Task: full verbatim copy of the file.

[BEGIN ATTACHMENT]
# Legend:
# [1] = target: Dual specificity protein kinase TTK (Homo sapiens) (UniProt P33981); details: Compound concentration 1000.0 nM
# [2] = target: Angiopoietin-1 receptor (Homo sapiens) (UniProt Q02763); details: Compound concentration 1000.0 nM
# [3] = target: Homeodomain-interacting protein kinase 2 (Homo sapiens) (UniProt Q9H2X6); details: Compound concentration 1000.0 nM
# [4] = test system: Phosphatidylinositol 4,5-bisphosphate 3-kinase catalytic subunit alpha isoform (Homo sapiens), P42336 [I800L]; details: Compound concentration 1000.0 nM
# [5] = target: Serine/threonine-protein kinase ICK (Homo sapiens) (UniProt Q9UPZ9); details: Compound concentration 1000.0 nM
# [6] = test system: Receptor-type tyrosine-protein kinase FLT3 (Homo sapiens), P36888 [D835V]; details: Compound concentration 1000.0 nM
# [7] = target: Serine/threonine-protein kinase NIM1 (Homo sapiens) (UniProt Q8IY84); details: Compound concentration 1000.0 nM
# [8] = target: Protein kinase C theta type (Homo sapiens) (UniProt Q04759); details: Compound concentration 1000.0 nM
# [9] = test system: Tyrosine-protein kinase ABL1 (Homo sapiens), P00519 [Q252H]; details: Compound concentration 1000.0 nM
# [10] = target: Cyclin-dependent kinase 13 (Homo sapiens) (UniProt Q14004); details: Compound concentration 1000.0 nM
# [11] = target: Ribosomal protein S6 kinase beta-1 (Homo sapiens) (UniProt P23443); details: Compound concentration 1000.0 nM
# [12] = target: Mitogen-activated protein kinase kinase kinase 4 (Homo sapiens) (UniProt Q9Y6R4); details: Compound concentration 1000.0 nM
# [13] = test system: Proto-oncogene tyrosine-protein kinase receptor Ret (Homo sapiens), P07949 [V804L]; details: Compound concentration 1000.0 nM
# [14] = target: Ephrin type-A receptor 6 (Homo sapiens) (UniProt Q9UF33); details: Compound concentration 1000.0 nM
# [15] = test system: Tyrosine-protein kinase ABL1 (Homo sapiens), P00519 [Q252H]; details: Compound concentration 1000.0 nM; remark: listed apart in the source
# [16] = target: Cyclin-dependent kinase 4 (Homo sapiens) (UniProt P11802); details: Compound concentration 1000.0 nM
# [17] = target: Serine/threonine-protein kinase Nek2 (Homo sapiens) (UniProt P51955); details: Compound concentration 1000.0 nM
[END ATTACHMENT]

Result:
# Legend:
# [1] = target: Dual specificity protein kinase TTK (Homo sapiens) (UniProt P33981); details: Compound concentration 1000.0 nM
# [2] = target: Angiopoietin-1 receptor (Homo sapiens) (UniProt Q02763); details: Compound concentration 1000.0 nM
# [3] = target: Homeodomain-interacting protein kinase 2 (Homo sapiens) (UniProt Q9H2X6); details: Compound concentration 1000.0 nM
# [4] = test system: Phosphatidylinositol 4,5-bisphosphate 3-kinase catalytic subunit alpha isoform (Homo sapiens), P42336 [I800L]; details: Compound concentration 1000.0 nM
# [5] = target: Serine/threonine-protein kinase ICK (Homo sapiens) (UniProt Q9UPZ9); details: Compound concentration 1000.0 nM
# [6] = test system: Receptor-type tyrosine-protein kinase FLT3 (Homo sapiens), P36888 [D835V]; details: Compound concentration 1000.0 nM
# [7] = target: Serine/threonine-protein kinase NIM1 (Homo sapiens) (UniProt Q8IY84); details: Compound concentration 1000.0 nM
# [8] = target: Protein kinase C theta type (Homo sapiens) (UniProt Q04759); details: Compound concentration 1000.0 nM
# [9] = test system: Tyrosine-protein kinase ABL1 (Homo sapiens), P00519 [Q252H]; details: Compound concentration 1000.0 nM
# [10] = target: Cyclin-dependent kinase 13 (Homo sapiens) (UniProt Q14004); details: Compound concentration 1000.0 nM
# [11] = target: Ribosomal protein S6 kinase beta-1 (Homo sapiens) (UniProt P23443); details: Compound concentration 1000.0 nM
# [12] = target: Mitogen-activated protein kinase kinase kinase 4 (Homo sapiens) (UniProt Q9Y6R4); details: Compound concentration 1000.0 nM
# [13] = test system: Proto-oncogene tyrosine-protein kinase receptor Ret (Homo sapiens), P07949 [V804L]; details: Compound concentration 1000.0 nM
# [14] = target: Ephrin type-A receptor 6 (Homo sapiens) (UniProt Q9UF33); details: Compound concentration 1000.0 nM
# [15] = test system: Tyrosine-protein kinase ABL1 (Homo sapiens), P00519 [Q252H]; details: Compound concentration 1000.0 nM; remark: listed apart in the source
# [16] = target: Cyclin-dependent kinase 4 (Homo sapiens) (UniProt P11802); details: Compound concentration 1000.0 nM
# [17] = target: Serine/threonine-protein kinase Nek2 (Homo sapiens) (UniProt P51955); details: Compound concentration 1000.0 nM